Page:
Propensity Matched Analysis Comparing Conscious Sedation Versus General Anesthesia in Transcatheter Aortic Valve Implantation.


Division of Interventional Cardiology, Hartford Hospital, Hartford, Connecticut. Electronic address: [Email]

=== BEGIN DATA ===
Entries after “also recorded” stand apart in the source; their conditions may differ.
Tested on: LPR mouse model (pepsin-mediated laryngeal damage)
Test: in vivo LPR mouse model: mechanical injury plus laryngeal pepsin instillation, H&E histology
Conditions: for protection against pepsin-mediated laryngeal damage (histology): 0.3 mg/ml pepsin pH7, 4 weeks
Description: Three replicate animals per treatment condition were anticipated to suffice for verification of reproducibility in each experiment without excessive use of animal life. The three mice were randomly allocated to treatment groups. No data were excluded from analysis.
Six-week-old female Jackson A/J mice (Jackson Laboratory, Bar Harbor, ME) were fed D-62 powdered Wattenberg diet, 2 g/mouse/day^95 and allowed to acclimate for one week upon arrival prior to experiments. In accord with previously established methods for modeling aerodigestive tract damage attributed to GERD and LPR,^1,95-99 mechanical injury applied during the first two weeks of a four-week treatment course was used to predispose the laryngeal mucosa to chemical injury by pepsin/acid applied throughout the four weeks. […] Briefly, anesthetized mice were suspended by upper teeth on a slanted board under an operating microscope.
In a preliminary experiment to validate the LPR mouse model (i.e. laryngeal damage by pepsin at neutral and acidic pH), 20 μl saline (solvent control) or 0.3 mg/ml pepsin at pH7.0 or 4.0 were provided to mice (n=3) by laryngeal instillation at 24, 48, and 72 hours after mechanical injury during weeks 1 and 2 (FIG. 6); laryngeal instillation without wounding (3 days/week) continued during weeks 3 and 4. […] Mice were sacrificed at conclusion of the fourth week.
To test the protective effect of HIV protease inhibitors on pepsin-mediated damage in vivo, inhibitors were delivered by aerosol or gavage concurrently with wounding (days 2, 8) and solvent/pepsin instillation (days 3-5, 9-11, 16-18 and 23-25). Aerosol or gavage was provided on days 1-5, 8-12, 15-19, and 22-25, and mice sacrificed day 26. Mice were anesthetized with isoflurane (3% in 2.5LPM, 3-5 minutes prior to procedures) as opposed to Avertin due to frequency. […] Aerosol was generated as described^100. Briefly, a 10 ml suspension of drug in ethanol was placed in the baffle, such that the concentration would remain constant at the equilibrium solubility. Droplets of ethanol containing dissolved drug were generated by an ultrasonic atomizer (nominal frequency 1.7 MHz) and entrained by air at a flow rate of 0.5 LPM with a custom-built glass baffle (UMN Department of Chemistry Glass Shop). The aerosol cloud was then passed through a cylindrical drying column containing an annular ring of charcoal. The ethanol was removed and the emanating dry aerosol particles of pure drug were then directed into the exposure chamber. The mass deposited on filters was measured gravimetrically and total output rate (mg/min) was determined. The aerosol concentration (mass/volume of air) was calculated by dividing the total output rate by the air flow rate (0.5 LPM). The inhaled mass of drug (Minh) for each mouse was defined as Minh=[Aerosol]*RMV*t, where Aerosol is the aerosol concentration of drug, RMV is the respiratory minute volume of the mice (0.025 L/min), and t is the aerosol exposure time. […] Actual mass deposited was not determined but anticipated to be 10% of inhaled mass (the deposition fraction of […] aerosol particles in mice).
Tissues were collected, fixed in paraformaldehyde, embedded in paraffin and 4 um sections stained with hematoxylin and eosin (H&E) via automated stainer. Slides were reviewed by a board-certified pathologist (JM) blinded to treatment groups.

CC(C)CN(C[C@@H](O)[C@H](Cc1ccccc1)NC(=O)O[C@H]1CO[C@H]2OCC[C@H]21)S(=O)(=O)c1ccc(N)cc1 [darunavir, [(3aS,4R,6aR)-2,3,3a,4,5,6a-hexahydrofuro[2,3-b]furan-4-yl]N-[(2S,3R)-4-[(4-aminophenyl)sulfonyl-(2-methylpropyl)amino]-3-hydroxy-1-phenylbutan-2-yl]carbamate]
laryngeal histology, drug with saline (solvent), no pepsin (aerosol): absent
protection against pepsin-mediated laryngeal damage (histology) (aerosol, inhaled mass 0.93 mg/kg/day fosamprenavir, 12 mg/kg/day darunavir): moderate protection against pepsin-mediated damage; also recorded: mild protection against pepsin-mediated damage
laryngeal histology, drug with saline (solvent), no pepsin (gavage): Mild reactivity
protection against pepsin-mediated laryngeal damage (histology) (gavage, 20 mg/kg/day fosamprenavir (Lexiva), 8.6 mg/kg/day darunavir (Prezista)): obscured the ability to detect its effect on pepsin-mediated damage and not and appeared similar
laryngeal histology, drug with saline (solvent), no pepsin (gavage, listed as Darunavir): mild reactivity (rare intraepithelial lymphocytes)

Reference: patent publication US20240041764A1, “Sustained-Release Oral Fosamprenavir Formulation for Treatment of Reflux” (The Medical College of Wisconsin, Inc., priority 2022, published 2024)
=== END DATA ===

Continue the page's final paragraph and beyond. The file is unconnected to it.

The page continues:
Conscious sedation (CS) has been increasingly utilized in transcatheter aortic valve implantation (TAVI). We aim to compare safety, efficacy, efficiency, and direct cost outcomes of patients who underwent TAVI with general anesthesia (GA) to those with CS. Records for all adult patients undergoing transfemoral TAVI at our institution between February 2012 and September 2018 were retrospectively screened. Patients were grouped by anesthesia treatment (GA or CS) and propensity matched. Safety (in-hospital and 30-day mortality, in-hospital and 30-day stroke, cardiac arrest, need for permanent pacemaker, and composite bleed/vascular adverse events), efficacy (follow-up echocardiographic findings), efficiency (procedure duration, fluoroscopy time, radiation dose, intensive care unit (ICU) stay, hospital length-of-stay, and discharge to home), and direct cost outcomes were compared. A total of 589 patients met our inclusion criteria. Propensity matching yielded 154 GA patients and 154 CS patients. There were no differences in the safety outcomes of in-hospital or 30-day mortality, in-hospital or 30-day stroke, cardiac arrest, and need for permanent pacemaker between GA and CS groups. There was a significant reduction in composite bleeding/vascular events in the CS group (8.4% vs 19.5%, p < 0.01). There were no differences in the follow-up echocardiograms with respect to aortic valve area, left ventricular ejection fraction, and incidence of moderate or severe aortic regurgitation. The CS group had shorter procedural fluoroscopy times and radiation dose, shorter length-of-stay and ICU stay, with similar procedural duration. CS patients were more likely to be discharged to home (59.7% vs 74.7%, p < 0.01). Total direct costs for CS were decreased in almost every departmental category, with a mean 10.4% reduction in overall direct costs (p < 0.001). In conclusion, TAVI with CS is associated with less bleeding and vascular events, lower procedural radiation exposure, reduced length of hospitalization and ICU stay, and lower direct costs in comparison with TAVI with GA. These outcomes occur without sacrificing procedural efficacy or safety.